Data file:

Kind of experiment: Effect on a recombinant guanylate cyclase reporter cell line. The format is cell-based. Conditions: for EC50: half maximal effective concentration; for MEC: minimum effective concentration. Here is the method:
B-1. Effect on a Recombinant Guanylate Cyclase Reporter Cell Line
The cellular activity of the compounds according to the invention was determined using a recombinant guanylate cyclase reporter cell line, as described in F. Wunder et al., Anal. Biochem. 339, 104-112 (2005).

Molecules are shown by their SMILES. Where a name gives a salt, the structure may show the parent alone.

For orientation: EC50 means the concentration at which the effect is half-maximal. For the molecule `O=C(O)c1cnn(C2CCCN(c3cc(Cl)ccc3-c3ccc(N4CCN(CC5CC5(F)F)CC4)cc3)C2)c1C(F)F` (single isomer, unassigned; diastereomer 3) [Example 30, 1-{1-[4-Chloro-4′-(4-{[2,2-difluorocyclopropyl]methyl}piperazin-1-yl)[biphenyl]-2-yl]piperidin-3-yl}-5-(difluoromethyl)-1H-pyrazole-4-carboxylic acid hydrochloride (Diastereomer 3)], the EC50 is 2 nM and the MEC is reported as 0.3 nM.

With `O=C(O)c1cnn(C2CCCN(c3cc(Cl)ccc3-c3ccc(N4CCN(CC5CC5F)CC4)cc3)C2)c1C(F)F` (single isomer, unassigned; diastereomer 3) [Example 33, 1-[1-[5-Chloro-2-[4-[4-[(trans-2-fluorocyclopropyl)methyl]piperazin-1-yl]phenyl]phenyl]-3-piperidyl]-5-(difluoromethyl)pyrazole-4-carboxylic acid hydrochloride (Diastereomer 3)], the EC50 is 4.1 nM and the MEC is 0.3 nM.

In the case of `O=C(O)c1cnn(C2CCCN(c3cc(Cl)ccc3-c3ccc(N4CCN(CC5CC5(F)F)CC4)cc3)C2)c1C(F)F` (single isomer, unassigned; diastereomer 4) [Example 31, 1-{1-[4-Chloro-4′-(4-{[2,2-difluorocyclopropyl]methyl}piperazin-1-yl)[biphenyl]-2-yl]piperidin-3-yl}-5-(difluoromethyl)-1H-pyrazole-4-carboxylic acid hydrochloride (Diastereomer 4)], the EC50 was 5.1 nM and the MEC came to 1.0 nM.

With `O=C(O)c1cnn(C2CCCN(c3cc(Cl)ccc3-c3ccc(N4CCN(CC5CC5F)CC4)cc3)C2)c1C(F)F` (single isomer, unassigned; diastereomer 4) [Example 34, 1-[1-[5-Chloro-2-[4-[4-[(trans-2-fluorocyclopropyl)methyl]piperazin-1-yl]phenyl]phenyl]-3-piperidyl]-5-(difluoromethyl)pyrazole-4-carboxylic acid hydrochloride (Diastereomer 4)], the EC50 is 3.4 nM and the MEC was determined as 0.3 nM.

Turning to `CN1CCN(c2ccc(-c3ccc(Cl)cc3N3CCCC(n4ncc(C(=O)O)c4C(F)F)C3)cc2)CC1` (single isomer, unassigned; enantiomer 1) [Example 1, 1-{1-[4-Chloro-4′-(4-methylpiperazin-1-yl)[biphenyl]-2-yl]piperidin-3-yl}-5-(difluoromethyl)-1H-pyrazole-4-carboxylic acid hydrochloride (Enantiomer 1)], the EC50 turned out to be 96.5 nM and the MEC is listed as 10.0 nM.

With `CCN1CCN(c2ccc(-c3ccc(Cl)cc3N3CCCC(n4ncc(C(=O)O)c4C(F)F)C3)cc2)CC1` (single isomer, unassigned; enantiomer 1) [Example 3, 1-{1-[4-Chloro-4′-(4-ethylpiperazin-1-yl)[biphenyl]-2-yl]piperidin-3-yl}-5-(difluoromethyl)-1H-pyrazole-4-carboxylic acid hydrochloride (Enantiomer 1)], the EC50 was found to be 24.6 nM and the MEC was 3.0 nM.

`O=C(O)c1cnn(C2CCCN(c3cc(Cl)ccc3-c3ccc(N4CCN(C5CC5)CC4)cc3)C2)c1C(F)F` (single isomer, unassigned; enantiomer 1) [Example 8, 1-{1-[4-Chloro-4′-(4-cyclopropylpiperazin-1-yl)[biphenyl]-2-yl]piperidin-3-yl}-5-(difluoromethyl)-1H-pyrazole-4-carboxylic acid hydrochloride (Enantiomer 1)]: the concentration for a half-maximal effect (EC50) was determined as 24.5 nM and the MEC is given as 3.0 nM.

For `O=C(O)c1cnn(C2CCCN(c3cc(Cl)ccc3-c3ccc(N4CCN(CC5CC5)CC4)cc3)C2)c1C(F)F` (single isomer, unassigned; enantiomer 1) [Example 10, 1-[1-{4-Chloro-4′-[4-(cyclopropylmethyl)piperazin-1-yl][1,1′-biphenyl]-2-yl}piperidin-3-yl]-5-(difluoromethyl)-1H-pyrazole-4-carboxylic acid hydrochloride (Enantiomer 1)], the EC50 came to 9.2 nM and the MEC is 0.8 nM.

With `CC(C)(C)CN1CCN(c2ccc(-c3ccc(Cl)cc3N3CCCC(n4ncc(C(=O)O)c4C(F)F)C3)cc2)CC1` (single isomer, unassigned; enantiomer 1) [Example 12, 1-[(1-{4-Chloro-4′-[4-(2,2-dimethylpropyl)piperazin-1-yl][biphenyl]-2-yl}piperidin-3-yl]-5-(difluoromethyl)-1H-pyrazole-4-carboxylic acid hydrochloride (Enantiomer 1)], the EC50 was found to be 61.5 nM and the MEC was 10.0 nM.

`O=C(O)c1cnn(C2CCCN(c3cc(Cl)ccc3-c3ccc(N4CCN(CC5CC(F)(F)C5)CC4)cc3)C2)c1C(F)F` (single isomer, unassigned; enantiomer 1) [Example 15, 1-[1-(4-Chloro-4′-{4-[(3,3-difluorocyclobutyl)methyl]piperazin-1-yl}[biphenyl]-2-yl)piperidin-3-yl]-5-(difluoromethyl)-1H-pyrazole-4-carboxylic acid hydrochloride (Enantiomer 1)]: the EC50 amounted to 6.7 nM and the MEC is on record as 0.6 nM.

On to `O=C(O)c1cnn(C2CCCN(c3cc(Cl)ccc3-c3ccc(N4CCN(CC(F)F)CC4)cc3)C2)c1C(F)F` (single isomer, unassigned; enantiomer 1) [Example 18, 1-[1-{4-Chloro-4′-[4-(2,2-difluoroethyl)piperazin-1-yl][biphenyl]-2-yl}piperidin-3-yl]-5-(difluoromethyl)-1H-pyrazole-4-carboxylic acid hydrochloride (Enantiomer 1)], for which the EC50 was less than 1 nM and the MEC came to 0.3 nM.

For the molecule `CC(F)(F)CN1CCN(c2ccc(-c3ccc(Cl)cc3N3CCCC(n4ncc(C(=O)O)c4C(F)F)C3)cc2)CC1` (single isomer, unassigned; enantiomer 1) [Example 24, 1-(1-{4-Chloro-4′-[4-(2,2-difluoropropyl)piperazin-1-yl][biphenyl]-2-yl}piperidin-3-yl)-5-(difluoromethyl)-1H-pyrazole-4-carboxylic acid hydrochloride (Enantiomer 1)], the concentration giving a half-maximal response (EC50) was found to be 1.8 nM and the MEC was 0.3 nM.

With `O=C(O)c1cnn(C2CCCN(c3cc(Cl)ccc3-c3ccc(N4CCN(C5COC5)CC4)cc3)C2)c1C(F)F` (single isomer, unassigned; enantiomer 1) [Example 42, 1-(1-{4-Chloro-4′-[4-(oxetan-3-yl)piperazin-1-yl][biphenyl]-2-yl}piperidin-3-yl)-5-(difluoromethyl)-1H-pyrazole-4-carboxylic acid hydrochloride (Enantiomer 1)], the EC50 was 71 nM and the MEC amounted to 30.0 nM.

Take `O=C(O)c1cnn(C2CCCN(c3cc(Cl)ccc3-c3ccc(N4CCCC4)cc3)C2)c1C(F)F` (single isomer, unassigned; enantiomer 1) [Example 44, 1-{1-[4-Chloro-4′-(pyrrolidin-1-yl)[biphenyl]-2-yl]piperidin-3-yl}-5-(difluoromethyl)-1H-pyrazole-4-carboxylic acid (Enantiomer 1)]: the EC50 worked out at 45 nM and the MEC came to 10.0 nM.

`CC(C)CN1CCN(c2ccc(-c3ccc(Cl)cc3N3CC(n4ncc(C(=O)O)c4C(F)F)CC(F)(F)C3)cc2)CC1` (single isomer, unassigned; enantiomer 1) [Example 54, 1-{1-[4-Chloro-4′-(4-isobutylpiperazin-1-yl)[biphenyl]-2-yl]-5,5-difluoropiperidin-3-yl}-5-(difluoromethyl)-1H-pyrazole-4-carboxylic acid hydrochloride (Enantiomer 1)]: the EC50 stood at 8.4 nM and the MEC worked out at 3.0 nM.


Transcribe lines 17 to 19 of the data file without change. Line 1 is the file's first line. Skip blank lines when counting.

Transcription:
With `O=C(O)c1cnn(C2CCCN(c3cc(Cl)ccc3-c3ccc(N4CCN(C5COC5)CC4)cc3)C2)c1C(F)F` (single isomer, unassigned; enantiomer 1) [Example 42, 1-(1-{4-Chloro-4′-[4-(oxetan-3-yl)piperazin-1-yl][biphenyl]-2-yl}piperidin-3-yl)-5-(difluoromethyl)-1H-pyrazole-4-carboxylic acid hydrochloride (Enantiomer 1)], the EC50 was 71 nM and the MEC amounted to 30.0 nM.

Take `O=C(O)c1cnn(C2CCCN(c3cc(Cl)ccc3-c3ccc(N4CCCC4)cc3)C2)c1C(F)F` (single isomer, unassigned; enantiomer 1) [Example 44, 1-{1-[4-Chloro-4′-(pyrrolidin-1-yl)[biphenyl]-2-yl]piperidin-3-yl}-5-(difluoromethyl)-1H-pyrazole-4-carboxylic acid (Enantiomer 1)]: the EC50 worked out at 45 nM and the MEC came to 10.0 nM.

`CC(C)CN1CCN(c2ccc(-c3ccc(Cl)cc3N3CC(n4ncc(C(=O)O)c4C(F)F)CC(F)(F)C3)cc2)CC1` (single isomer, unassigned; enantiomer 1) [Example 54, 1-{1-[4-Chloro-4′-(4-isobutylpiperazin-1-yl)[biphenyl]-2-yl]-5,5-difluoropiperidin-3-yl}-5-(difluoromethyl)-1H-pyrazole-4-carboxylic acid hydrochloride (Enantiomer 1)]: the EC50 stood at 8.4 nM and the MEC worked out at 3.0 nM.